Hello! Thank you for your time and patience to have a look at my question!

I am trying to simulate MEMS diffraction grating with COMSOL RF module and I have a problem with far-field domain calculation. The sensing scheme is attached here for your reference. The laser light source and photo detectors are placed 500um down under diffraction grating fingers(made of poly-silicon). Part of the light will be reflected by fingers and part will go through the slits between fingers and hit the gold mirror. The light reflected by mirrors and polisilicon fingers will have interference pattern in the far field. When the distance "g" between the mirror and fingers is changing, the diffraction pattern should also change.

My purpose is to calculate the light diffraction angle in far field. Based on this paper: (also attached here), I choose to use far-field domain to **calculate the diffraction angle**. When I was simulating one cell of the structure with periodic boundary condition, the result was fine. But when I try to simulate the real design our group fabricates, there are several problems.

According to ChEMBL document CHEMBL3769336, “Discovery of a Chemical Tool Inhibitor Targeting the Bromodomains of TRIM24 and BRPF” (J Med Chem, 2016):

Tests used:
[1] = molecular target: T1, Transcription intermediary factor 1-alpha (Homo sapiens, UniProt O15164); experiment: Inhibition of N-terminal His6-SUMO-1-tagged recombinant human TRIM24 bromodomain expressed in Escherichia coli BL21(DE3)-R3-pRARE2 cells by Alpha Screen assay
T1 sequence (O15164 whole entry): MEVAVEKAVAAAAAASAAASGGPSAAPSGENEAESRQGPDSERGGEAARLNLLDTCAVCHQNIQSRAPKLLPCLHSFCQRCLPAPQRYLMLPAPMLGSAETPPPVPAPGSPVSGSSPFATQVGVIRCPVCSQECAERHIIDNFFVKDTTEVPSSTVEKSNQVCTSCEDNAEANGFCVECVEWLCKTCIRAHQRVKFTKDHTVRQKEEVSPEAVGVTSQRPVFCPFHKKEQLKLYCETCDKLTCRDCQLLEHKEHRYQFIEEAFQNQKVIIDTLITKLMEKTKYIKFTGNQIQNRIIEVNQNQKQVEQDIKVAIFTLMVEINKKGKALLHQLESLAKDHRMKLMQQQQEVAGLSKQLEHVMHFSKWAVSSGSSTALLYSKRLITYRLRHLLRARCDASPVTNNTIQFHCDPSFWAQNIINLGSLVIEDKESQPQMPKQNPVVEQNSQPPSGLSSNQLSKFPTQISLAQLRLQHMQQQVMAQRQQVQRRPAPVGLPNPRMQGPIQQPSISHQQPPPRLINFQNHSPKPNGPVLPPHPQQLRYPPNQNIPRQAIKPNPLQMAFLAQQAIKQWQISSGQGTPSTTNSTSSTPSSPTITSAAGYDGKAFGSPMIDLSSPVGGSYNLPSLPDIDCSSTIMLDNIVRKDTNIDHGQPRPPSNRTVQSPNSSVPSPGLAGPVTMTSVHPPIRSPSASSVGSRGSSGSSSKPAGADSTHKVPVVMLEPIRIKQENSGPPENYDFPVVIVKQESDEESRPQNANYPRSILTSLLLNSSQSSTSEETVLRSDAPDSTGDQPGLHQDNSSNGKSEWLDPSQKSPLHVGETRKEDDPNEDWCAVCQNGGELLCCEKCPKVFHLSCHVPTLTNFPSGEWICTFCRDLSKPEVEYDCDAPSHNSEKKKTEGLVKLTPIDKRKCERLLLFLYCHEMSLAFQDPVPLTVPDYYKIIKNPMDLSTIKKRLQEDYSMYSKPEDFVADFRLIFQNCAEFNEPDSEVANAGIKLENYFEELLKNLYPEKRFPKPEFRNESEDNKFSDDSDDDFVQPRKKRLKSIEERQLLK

1. The real structure has 51 fingers. I started with 11 fingers to see if far-field domain could work. But the far field pattern is almost indiscernible.

2. In my case with 51 fingers(with symmetry cut), I use background calculation and solve for scatter field. Based on Frauhofer diffraction theory, the light pattern will go to far field when d> 2*D^2/lamda (D:gating period lamda: wavelength d: distance between grating and observer In my case d>37.5um). Here I start far field integration at d=35um and do a parametric sweep to the distance "g" between mirror and fingers. However the case is too big for the server to solve.

My questions are:

1. Is there a more efficient way to calculate diffraction pattern? Far field calculation is too time consuming!!

2. In far field integration, does it matter if I start to integrate in a smaller domain(inside the near field)? How to choose the size of near field?

I have contacted COMSOL technical support twice and they suggested me to look at Plasmonic Wire Grating . But in this example, the wavenumber k of high order diffraction patterns are acquired analytically, it's more like "drawing" these patterns with COMSOL rather then solving them. In my case the wavenumber is still unknown so I did not use port boundary condition.